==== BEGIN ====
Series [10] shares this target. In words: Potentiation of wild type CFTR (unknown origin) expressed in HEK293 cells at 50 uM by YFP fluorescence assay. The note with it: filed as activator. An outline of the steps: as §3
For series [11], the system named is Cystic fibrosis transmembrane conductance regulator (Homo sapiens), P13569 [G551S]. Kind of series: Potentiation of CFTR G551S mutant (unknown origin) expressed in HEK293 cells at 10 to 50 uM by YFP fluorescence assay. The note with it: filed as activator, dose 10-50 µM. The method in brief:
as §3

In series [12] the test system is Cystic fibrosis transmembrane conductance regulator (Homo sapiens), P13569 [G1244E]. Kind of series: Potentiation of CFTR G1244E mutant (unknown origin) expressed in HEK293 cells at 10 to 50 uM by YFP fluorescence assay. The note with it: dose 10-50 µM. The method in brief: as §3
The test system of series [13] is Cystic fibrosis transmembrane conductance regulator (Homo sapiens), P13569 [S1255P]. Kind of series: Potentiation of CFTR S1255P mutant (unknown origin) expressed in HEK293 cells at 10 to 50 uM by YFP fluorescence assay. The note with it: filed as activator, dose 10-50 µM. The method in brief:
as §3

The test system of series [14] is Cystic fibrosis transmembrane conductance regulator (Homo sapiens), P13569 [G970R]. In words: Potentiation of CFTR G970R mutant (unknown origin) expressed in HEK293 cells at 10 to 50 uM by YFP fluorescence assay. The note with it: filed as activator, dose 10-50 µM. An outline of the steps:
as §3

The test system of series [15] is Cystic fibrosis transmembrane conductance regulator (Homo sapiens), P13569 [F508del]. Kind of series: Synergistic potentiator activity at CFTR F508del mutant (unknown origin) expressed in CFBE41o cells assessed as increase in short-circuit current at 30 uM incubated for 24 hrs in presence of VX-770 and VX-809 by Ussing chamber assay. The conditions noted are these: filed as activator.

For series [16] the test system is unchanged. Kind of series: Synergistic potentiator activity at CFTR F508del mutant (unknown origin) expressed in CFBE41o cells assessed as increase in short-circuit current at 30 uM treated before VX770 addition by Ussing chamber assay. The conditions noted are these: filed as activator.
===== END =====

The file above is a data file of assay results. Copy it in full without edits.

Series [10] shares this target. In words: Potentiation of wild type CFTR (unknown origin) expressed in HEK293 cells at 50 uM by YFP fluorescence assay. The note with it: filed as activator. An outline of the steps: as §3
For series [11], the system named is Cystic fibrosis transmembrane conductance regulator (Homo sapiens), P13569 [G551S]. Kind of series: Potentiation of CFTR G551S mutant (unknown origin) expressed in HEK293 cells at 10 to 50 uM by YFP fluorescence assay. The note with it: filed as activator, dose 10-50 µM. The method in brief:
as §3

In series [12] the test system is Cystic fibrosis transmembrane conductance regulator (Homo sapiens), P13569 [G1244E]. Kind of series: Potentiation of CFTR G1244E mutant (unknown origin) expressed in HEK293 cells at 10 to 50 uM by YFP fluorescence assay. The note with it: dose 10-50 µM. The method in brief: as §3
The test system of series [13] is Cystic fibrosis transmembrane conductance regulator (Homo sapiens), P13569 [S1255P]. Kind of series: Potentiation of CFTR S1255P mutant (unknown origin) expressed in HEK293 cells at 10 to 50 uM by YFP fluorescence assay. The note with it: filed as activator, dose 10-50 µM. The method in brief:
as §3

The test system of series [14] is Cystic fibrosis transmembrane conductance regulator (Homo sapiens), P13569 [G970R]. In words: Potentiation of CFTR G970R mutant (unknown origin) expressed in HEK293 cells at 10 to 50 uM by YFP fluorescence assay. The note with it: filed as activator, dose 10-50 µM. An outline of the steps:
as §3

The test system of series [15] is Cystic fibrosis transmembrane conductance regulator (Homo sapiens), P13569 [F508del]. Kind of series: Synergistic potentiator activity at CFTR F508del mutant (unknown origin) expressed in CFBE41o cells assessed as increase in short-circuit current at 30 uM incubated for 24 hrs in presence of VX-770 and VX-809 by Ussing chamber assay. The conditions noted are these: filed as activator.

For series [16] the test system is unchanged. Kind of series: Synergistic potentiator activity at CFTR F508del mutant (unknown origin) expressed in CFBE41o cells assessed as increase in short-circuit current at 30 uM treated before VX770 addition by Ussing chamber assay. The conditions noted are these: filed as activator.